Green so intense it’s iridescent! Maybe it’s because there are no leaves on the trees yet to block the rainbow green of first shoots: tulips, lilies, violets, waterleaf. As I walk the alleys west of my house following the light, I spy trout lilies under a garage overhang. The only ones in the neighborhood.
Three types of trout lilies grow here–the rare Dwarf. and its larger cousins. white and yellow, found throughout eastern North America all the way into northern Canada. The tiny Dwarf lodges only in Minnesota around Faribault and in the Nerstrand Big Woods, usually at around 1000 feet on the hillsides beside streams.
The little patch I cherish is surely the larger white trout lily, so secretive and ephemeral that occasionally I miss it entirely, for the patch of plants rises like magic from the cold soil, its speckled leaves like trout seen through rippling water. Then the tiny up-turned bells appear briefly, and soon when the leaves on the trees above come out, the flowers disappear, the leaves subside into the soil, and the little patch is a memory. This is the earliest I’ve ever spied them. It’s the earliest spring ever recorded, since the 1880s. I catch my breath, hoping that the little patch will survive.
It’s already been damaged by unknown hands that threw heavy chunks of concrete on its eastern portion. Then last fall, the well-meaning (I assume) electric company came through and sheered off the screen of scrub trees that shielded the lilies from the alley. This is such a delicate plant, even in its larger variety, since it propagates only through runners underground, and then only those plants that have put out a flower. I catch my breath again, hoping it survives the more intense sun this year, hoping to greet it next year.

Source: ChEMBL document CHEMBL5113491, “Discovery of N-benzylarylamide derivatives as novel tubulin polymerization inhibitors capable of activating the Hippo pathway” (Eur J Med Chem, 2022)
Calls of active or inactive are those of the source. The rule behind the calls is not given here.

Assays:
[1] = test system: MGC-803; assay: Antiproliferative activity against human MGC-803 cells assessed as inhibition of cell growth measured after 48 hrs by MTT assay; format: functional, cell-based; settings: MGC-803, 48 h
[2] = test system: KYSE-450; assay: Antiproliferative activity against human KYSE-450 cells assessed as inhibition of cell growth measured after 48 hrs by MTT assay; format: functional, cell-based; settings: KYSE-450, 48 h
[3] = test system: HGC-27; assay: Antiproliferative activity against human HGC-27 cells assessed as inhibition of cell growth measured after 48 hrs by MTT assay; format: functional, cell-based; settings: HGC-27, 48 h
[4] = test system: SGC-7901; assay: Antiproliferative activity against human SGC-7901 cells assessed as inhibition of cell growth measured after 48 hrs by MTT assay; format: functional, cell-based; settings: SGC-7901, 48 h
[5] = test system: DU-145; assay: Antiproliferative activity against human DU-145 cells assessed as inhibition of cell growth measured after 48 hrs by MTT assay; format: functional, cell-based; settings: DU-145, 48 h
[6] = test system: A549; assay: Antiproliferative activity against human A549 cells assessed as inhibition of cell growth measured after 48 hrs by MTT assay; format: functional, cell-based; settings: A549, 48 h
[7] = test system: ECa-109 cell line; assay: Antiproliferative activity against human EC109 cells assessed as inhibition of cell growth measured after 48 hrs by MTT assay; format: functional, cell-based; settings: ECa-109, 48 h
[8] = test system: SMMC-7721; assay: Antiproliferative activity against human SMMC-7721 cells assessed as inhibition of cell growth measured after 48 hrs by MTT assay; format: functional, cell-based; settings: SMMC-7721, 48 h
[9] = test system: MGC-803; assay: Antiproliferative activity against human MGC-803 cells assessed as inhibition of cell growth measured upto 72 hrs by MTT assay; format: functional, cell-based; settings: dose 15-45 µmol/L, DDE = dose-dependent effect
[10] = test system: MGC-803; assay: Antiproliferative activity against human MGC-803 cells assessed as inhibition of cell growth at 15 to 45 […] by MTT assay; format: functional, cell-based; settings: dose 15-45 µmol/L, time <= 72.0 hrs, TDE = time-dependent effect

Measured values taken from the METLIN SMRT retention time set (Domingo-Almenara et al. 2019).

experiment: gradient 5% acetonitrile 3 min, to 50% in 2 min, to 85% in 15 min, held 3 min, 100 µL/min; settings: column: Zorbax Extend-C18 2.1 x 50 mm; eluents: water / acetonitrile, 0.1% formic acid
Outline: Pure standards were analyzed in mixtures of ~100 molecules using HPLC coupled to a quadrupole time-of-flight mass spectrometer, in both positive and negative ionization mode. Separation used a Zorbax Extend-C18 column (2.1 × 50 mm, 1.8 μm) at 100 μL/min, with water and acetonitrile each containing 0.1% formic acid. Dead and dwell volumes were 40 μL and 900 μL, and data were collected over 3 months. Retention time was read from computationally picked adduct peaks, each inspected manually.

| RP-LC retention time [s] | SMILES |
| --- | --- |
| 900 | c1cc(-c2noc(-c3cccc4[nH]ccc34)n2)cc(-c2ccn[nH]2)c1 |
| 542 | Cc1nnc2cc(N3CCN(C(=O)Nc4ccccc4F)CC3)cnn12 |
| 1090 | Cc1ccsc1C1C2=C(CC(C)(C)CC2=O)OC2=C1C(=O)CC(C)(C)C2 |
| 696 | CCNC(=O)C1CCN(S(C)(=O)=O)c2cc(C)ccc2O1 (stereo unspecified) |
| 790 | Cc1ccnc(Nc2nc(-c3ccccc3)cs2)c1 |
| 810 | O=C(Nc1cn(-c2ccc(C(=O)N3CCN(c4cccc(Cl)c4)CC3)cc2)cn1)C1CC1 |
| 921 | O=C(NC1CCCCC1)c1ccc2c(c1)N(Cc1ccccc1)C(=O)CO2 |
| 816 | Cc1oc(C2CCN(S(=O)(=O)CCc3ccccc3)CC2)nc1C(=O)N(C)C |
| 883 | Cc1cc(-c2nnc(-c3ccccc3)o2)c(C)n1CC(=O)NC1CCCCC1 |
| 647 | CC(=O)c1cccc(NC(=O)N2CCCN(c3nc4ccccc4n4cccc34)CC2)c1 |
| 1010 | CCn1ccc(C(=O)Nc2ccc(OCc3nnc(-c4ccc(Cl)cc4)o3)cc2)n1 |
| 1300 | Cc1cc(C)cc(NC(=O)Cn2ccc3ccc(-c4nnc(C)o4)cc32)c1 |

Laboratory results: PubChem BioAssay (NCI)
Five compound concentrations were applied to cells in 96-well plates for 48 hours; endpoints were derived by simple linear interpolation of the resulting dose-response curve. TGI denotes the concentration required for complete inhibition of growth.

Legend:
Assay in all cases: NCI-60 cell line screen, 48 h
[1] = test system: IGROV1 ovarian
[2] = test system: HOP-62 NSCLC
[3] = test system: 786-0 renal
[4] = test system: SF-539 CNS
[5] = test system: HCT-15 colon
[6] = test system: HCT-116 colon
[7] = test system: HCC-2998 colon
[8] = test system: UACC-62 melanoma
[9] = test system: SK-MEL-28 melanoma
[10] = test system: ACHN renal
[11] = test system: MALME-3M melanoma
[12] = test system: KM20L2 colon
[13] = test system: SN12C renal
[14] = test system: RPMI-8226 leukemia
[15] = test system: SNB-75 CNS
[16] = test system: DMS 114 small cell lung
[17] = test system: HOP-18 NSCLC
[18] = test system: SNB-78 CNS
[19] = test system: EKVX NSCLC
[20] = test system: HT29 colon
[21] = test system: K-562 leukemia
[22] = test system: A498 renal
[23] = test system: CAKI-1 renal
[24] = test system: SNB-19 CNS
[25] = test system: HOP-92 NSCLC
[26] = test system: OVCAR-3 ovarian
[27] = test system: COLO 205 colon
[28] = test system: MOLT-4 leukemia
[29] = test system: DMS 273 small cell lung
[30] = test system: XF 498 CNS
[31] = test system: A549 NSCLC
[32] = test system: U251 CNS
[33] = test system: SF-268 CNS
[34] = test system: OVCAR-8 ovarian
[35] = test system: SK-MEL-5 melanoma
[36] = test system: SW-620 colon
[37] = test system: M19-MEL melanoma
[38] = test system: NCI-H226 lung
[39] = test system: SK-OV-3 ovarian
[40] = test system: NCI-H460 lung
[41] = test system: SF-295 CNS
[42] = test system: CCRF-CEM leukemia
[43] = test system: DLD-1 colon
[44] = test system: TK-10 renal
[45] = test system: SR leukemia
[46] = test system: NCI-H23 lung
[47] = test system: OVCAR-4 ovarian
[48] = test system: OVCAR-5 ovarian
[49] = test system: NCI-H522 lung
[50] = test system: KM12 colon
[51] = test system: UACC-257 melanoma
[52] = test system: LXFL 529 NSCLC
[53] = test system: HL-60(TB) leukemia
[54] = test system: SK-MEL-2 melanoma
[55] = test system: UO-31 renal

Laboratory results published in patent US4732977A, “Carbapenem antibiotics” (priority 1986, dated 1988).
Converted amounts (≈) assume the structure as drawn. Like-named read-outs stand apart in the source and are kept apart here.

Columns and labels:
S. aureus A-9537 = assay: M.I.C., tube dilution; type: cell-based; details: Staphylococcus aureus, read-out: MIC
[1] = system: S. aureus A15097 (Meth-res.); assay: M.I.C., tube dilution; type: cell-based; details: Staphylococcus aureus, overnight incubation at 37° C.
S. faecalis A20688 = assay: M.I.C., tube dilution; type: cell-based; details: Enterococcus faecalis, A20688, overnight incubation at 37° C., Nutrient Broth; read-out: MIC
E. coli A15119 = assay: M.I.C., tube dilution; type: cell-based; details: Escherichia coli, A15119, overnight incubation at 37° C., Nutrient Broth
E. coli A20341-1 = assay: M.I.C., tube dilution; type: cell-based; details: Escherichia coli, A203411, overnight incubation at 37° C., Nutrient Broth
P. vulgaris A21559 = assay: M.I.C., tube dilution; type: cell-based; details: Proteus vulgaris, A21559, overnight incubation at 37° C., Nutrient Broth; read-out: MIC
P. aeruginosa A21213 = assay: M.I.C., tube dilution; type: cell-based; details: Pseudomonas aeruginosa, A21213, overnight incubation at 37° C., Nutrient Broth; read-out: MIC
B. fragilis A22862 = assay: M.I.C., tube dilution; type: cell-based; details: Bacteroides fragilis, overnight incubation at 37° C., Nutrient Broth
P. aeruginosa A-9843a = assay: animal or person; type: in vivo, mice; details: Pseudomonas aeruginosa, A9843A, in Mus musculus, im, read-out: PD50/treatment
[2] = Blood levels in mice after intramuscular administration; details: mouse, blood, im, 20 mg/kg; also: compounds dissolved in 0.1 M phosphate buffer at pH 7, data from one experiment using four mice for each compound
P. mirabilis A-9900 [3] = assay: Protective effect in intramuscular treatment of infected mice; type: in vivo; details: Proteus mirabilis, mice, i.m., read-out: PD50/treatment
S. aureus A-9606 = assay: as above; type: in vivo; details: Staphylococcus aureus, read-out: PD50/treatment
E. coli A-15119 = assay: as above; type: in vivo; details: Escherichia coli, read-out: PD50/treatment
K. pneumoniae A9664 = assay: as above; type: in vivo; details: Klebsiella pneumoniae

My other favorite earlier bloomer is scilla, also called Spring Beauty. Its blue is so intense that I have to stop, as if a carpet of velvet from the Virgin’s mantle lay itself down. Because it is so bright a hue, not so delicate, and lasts longer, it is often planted in yards and along alleys. One patch that I’ve loved in previous years is now covered over with brush–the homeowner either didn’t care or couldn’t help him/herself. The beauty either removed or tamped down. I sigh, as I often do in early spring–such fragility, bravery, intensity.
The moustache orchid upstairs in my bathroom, which I’ve been trying to help bloom for several months, now has two round bulbs of flowers on its stem. I know I lack the proper “grow light” to force it forward. For weeks, I’ve been trying to protect the rather vulnerable stem–tying it higher, moving the plant farther from the desk edge to protect it from jumping cats. With all the green suddenly sprung outside, I find my hope for this orchid diminishes. I’m ready to give it up, and try again next winter.